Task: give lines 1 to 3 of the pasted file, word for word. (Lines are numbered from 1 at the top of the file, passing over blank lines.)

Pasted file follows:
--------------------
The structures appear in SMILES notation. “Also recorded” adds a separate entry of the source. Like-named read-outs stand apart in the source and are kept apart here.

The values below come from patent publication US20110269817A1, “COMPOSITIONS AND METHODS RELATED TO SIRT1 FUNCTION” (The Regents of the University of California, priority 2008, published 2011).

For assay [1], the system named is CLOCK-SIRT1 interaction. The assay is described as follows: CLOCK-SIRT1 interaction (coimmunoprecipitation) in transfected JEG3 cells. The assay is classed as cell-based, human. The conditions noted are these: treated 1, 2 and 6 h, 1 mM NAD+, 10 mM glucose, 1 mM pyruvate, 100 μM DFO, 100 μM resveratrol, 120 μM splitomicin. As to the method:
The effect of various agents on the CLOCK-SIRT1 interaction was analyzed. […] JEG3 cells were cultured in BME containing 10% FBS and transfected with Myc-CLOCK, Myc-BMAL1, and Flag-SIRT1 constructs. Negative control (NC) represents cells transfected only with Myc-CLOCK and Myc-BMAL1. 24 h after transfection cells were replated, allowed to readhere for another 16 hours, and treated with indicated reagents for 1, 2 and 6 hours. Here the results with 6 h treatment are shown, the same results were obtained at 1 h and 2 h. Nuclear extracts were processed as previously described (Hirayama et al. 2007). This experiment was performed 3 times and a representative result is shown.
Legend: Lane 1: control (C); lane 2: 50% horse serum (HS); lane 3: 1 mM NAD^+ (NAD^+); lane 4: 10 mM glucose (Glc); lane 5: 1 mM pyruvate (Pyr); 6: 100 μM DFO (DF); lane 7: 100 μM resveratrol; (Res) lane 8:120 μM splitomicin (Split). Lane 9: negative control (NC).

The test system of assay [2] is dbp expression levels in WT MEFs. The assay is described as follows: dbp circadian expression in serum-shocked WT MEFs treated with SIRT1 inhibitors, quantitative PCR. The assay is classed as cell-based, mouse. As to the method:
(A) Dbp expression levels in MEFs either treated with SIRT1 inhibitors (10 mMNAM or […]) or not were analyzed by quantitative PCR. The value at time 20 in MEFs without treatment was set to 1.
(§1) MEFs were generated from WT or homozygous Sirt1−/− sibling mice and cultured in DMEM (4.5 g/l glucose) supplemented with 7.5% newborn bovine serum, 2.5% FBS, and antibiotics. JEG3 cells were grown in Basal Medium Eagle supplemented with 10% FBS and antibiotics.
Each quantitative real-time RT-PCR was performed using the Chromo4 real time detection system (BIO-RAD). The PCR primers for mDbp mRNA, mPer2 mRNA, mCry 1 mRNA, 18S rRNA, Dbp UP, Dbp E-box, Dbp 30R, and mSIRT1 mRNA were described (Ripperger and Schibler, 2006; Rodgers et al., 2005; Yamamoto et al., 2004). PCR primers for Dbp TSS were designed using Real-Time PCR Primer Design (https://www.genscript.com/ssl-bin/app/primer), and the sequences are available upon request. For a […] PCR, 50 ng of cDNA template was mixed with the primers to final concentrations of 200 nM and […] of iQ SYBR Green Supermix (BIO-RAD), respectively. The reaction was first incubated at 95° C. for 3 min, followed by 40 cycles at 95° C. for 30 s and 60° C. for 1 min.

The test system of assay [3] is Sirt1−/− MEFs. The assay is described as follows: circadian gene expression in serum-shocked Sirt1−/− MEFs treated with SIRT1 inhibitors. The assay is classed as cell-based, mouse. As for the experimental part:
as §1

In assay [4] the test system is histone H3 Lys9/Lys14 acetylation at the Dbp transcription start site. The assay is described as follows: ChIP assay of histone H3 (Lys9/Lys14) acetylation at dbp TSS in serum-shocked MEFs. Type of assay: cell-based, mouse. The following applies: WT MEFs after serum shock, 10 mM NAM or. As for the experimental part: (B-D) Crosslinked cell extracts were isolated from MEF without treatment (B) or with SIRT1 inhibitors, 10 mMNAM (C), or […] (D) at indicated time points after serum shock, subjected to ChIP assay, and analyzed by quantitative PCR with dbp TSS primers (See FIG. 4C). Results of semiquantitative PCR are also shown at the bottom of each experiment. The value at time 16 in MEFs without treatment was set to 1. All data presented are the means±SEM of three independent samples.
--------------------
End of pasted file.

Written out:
The structures appear in SMILES notation. “Also recorded” adds a separate entry of the source. Like-named read-outs stand apart in the source and are kept apart here.

The values below come from patent publication US20110269817A1, “COMPOSITIONS AND METHODS RELATED TO SIRT1 FUNCTION” (The Regents of the University of California, priority 2008, published 2011).

For assay [1], the system named is CLOCK-SIRT1 interaction. The assay is described as follows: CLOCK-SIRT1 interaction (coimmunoprecipitation) in transfected JEG3 cells. The assay is classed as cell-based, human. The conditions noted are these: treated 1, 2 and 6 h, 1 mM NAD+, 10 mM glucose, 1 mM pyruvate, 100 μM DFO, 100 μM resveratrol, 120 μM splitomicin. As to the method: